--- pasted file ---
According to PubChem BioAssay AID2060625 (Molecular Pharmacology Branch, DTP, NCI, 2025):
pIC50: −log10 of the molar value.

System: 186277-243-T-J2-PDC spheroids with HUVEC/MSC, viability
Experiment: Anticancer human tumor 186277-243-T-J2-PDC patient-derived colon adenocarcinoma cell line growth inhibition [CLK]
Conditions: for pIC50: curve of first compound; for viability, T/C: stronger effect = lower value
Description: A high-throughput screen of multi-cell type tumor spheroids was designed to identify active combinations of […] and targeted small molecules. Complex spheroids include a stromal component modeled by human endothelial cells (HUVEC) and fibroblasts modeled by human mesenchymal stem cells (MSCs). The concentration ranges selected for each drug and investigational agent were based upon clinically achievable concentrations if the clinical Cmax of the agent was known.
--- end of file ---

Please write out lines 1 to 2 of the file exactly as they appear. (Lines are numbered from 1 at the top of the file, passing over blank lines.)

According to PubChem BioAssay AID2060625 (Molecular Pharmacology Branch, DTP, NCI, 2025):
pIC50: −log10 of the molar value.